Sommelier Talk: Beth von Benz

The sommelier at New York's Porter House brings a flair for creative pairings to the classic steak menu
Apr 24, 2007

Boston-born Beth von Benz, 49, has been a sommelier in New York for 15 years, working at Ansonia, Estiatorio Milos and Judson Grill before her current gig as wine director at Porter House, which opened in the Time Warner Center in October 2006.

Von Benz first got interested in wine while working summers with her sister, Amy, who managed a catering company in Bar Harbor, Maine. With a clientele list that included the Rockefeller and Ford families among others, von Benz was exposed to numerous great collections and got her first tastes of many fantastic wines.

Wine Spectator: How did you become a sommelier?
Beth von Benz: I moved to New York City in 1983 and one of my first jobs was at Café Luxembourg, where I was inspired by Diana Van Buren, the wine director at that time. She held wonderful wine tastings with slideshows of places that she had visited and was very passionate. It was contagious! I then bought wine for a few small restaurants downtown as a consultant, followed by Ansonia, which was my first sommelier job.

WS: Does working at a steak house take any of the creativity out of putting together a wine list?
BVB: Not at all! I am having a lot of fun doing the list at my first steak house. I think I have managed to incorporate many interesting and lesser-known wines on the list, especially in the domestic selections where there are many small-production, boutique possibilities.

And astonishing to me is how much Pinot Noir we sell. I hate to be cliché and blame it on [Sideways] but I must admit I am surprised to see how many people have steak or red meat and pair Pinot Noir with the entire meal. In fact, Pinot Noir has practically replaced white wine on my list! People who might usually start with a Chardonnay are now all beginning with Pinot Noir, so my Pinot Noir list has grown considerably since our opening.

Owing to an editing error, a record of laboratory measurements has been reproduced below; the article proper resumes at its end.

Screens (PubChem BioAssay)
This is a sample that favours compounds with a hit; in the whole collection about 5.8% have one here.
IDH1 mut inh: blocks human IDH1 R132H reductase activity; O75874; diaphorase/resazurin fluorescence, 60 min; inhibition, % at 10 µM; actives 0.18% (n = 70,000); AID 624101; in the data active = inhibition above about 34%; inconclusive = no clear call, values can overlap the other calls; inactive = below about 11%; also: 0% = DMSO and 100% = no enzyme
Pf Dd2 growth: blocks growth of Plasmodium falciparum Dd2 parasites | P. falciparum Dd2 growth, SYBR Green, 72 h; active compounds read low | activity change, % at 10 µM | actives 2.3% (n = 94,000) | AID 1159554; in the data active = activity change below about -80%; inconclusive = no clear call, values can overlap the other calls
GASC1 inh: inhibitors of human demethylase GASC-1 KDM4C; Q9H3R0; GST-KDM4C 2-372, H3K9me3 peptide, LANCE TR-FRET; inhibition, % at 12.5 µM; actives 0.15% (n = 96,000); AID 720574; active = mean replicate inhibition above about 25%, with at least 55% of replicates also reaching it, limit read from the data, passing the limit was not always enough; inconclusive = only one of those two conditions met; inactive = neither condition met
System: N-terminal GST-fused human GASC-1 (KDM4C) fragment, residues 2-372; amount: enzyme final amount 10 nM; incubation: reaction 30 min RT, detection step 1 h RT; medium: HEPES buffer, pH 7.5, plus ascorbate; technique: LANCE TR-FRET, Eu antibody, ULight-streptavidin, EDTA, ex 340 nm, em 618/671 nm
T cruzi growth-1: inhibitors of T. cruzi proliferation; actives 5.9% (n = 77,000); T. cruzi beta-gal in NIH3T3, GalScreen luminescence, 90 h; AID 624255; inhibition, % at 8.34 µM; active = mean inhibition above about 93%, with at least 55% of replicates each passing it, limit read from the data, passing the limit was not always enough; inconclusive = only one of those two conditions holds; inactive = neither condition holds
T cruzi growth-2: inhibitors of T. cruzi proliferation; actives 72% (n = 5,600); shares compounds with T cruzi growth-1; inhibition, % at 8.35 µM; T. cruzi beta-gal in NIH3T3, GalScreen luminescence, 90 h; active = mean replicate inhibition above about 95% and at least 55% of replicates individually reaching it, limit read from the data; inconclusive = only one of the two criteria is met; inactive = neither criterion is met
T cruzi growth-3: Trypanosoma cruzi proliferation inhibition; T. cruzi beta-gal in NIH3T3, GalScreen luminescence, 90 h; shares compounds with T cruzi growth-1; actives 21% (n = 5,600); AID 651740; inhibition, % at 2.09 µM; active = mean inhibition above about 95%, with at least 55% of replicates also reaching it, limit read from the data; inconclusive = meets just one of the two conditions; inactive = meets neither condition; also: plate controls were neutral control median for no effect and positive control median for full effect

I also have a selection of 30-plus half-bottles that offer people a chance to try something new or different, but not have to invest in a full bottle. These are all categories that you would not think would suit a wine list in a traditional steak house.

WS: How do you emphasize value on the wine list at Porter House?
BVB: I love my Zinfandel list of 20 selections. Zinfandel is still such a good deal and a great steak house wine, especially when compared to the pricing of California Cabernets. We also have value wines on the list from places or varietals such as Zinfandel, Syrah, Spain, Italy and the Rhône Valley, as well as most all my white wines.

WS: What is your personal go-to wine-and-food pairing?
BVB: At Kelley and Ping's (a Thai restaurant located in SoHo), their crispy boneless duck glazed with soy ginger and tamarind paired with a rosé Champagne, such as Charles Heidsieck.

WS: What is your favorite wine region?
BVB: Southern Rhône, Alsace, Piedmont and too many others to list, sorry!

WS: How many bottles do you have in your own personal cellar, and what are some of your favorites?
BVB: Only about 300 bottles—it is difficult in a small New York City apartment. We have our front hall closet filled with a large wine refrigerator, so no room for hanging up our coats! We have some great old Châteauneuf-du-Pape that we brought back from the Rhône. Some grand old Bordeaux, and my husband is Australian, so we have some older Australian wines that we love. A smattering of Burgundy and Piedmont too.

WS: What kinds of dishes do you like to cook at home?
BVB: We often host wine dinners with friends in the wine business. Everyone will cook a different course. Usually we see what we may be drinking and create a meal around the wine selections. I bake desserts—pear almond tart or peach tarte Tatin—and have gotten quite good at making sorbets and ice creams in the warmer weather. We have a table that can fit 10 people for a sit down dinner, rare in small city apartments. We have had some wild dinner parties here and have hosted many a visiting winemaker from France, Italy or Spain.

WS: If you ever made your own wine, what kind of wine would it be?
BVB: It would be driven by where I made it. I would love to make wine in southern France, in particular in or around the Rhône Valley.

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